According to Dedman, these changes are all a part of his master plan. The addition of the short course will call for slight alterations to the routings of Nos. 3 and 5, which might be done by Kyle Franz, who worked with Hanse on the Rio Olympic Course and who has been busy down the street restoring Mid Pines and Pine Needles.
The putting course at Pinehurst, Thistle Dhu, will be enlarged and moved closer to the clubhouse, which recently opened The Deuce, the new bar and grill that overlooks No. 2’s 18th green.
Pashley’s presidency, which began after back-to-back U.S. Opens in 2014, is off to an impactful start. Following in the rather large footsteps of his predecessor, Don Padgett, who’s legacy will be hosting successful U.S. Opens, and for hiring Coore-Crenshaw to restore No. 2, Pashley is making a name for himself by picking up right where Padgett left off.
Meanwhile, Hanse is also on Mike Keiser’s short list to build another course at Bandon Dunes. And if he gets that job, which seems inevitable, he’ll share a Pinehurst, Bandon Dunes and Streamsong trifecta with Coore-Crenshaw, who have also done work at the three popular resorts.
“If that were to all come true,” says Hanse, “boy, oh boy, that’s pretty amazing to think about.”
And yet, some fans of the current No. 4 might wonder why Dedman and Pashley aren’t building what would be Pinehurst No. 10.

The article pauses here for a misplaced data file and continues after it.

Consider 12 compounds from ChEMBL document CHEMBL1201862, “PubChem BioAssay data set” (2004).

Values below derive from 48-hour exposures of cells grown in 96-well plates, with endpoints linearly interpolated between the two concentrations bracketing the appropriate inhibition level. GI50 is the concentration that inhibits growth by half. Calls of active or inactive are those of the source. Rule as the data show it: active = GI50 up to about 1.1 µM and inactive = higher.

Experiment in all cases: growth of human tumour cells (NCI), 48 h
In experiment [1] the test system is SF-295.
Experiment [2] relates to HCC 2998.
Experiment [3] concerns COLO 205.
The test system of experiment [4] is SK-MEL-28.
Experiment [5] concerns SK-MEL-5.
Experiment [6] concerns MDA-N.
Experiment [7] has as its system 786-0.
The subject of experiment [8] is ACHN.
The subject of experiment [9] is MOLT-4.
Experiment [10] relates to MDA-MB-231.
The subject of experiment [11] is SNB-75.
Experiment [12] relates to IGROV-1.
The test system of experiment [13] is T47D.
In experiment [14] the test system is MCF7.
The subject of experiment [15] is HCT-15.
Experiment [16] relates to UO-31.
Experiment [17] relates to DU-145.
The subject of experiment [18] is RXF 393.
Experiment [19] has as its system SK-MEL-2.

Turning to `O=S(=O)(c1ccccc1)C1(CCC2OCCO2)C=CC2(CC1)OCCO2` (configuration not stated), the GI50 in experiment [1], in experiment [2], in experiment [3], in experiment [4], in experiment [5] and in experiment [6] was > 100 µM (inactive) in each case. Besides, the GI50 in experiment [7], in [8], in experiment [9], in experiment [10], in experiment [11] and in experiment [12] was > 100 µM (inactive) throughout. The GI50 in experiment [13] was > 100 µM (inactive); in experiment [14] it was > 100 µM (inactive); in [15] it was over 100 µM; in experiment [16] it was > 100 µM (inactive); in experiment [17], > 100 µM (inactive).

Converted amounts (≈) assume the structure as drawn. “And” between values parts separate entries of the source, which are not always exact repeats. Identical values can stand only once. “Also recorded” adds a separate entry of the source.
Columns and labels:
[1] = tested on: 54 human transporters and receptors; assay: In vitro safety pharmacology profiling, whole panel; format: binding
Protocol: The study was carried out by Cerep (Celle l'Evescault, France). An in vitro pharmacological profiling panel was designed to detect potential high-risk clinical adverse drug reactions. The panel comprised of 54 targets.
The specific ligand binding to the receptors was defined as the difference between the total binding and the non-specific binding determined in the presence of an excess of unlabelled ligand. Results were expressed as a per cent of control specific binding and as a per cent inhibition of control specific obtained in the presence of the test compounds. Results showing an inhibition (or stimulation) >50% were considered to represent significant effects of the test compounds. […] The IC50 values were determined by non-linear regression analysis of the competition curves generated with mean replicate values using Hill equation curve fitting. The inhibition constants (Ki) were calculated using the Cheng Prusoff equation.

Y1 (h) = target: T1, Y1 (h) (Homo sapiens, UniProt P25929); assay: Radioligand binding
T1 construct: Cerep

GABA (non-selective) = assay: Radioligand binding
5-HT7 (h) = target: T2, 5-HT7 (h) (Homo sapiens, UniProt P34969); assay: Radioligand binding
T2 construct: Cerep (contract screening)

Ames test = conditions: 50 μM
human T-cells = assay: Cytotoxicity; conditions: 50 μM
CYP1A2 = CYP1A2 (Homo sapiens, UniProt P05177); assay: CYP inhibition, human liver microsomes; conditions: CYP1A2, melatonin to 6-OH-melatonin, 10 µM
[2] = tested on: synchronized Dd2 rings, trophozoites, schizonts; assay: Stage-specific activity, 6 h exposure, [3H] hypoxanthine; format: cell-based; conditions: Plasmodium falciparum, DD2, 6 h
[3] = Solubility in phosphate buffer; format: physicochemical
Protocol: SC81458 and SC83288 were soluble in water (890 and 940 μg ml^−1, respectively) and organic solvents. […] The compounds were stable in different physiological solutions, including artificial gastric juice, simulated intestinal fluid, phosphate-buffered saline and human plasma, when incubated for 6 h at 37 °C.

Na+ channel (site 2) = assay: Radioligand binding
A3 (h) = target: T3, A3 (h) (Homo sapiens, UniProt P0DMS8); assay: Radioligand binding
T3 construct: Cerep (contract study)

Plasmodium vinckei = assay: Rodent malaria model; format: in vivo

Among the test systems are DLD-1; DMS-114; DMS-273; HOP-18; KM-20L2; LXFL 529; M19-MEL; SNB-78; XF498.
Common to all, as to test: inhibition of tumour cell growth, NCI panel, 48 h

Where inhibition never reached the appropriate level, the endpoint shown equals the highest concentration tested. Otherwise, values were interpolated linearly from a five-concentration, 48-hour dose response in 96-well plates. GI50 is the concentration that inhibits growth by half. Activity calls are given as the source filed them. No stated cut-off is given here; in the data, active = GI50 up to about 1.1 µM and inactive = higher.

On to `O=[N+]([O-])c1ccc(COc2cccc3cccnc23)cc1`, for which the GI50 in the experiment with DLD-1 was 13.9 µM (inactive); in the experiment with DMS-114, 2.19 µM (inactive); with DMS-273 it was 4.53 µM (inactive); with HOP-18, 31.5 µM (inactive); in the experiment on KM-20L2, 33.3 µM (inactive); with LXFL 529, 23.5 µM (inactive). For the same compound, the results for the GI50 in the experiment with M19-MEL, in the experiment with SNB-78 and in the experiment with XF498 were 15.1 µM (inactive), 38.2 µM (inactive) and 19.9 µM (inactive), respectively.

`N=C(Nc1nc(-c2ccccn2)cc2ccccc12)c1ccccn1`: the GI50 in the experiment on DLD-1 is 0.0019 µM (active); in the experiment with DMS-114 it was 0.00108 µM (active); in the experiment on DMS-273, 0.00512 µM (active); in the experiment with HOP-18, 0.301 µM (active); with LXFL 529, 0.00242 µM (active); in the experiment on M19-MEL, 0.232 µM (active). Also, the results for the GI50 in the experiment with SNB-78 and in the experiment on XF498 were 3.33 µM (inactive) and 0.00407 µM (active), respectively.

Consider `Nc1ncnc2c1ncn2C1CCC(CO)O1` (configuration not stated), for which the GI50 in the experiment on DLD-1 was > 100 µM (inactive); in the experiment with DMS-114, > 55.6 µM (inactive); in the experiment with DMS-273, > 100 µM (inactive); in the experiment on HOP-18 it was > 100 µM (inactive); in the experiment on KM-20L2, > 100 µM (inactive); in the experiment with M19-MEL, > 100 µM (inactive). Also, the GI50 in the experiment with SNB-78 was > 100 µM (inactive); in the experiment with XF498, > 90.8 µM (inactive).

In 2011, Pinehurst purchased The Pit, a course a few miles from Pinehurst’s main clubhouse, which was in foreclosure and remains closed. Coore-Crenshaw have done a routing on what would make for a memorable addition to the Pinehurst golf portfolio. But after much deliberation, Pashley and Dedman opted first to continue putting the shine on the hub of their business.
“The challenge was the unknown,” says Pashley. “Better off to create new, or spend millions enhancing something already here? In the end, we felt like focusing on something here, which will now be a vibrant spot to be.”
Not much will be recognizable about the new No. 4. Hanse says he has already spent a lot of time at Pinehurst, has a routing, and although he will utilize certain corridors that Fazio and the architects before him utilized, he’s not restricted and considers this a blank canvas.
Hanse plans to remove almost all cart paths and move greens and tees closer together, which will make it more walker-friendly. There will be lots of exposed sand, which will bleed into the trees.
Expectations are high for the finished product. Dedman hopes for something in the league of No. 2, and something also worthy of hosting major championships.
“I can’t say we’re going to build something better than No. 2, but we can draw from it,” says Hanse. “We will be influenced by it, we’ll be inspired by it and appreciate that level of greatness. And in the end, our hope is something really special.”
Pashley says it will be a far cry from the original, but he hopes that Ross would recognize the character, aesthetics and playing conditions of the new No. 4.
“It’s not a Ross restoration,” he says, “but the spirit will be here.”
A spirit that seems to be disseminating from Pinehurst leadership, architects and staff, all of which is benefiting the avid amateur.
“A golfer walking off the main steps of this historic clubhouse,” says Dedman, “we want them to see heaven on earth.”